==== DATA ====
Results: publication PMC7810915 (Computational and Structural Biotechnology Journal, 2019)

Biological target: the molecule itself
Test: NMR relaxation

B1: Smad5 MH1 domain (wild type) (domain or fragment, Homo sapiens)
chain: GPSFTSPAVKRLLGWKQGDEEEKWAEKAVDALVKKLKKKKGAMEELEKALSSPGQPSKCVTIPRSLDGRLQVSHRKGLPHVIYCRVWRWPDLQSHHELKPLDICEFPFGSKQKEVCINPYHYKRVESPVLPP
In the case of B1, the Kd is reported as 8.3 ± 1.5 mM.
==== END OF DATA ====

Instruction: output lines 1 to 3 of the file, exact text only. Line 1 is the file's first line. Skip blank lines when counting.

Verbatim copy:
Results: publication PMC7810915 (Computational and Structural Biotechnology Journal, 2019)

Biological target: the molecule itself
Test: NMR relaxation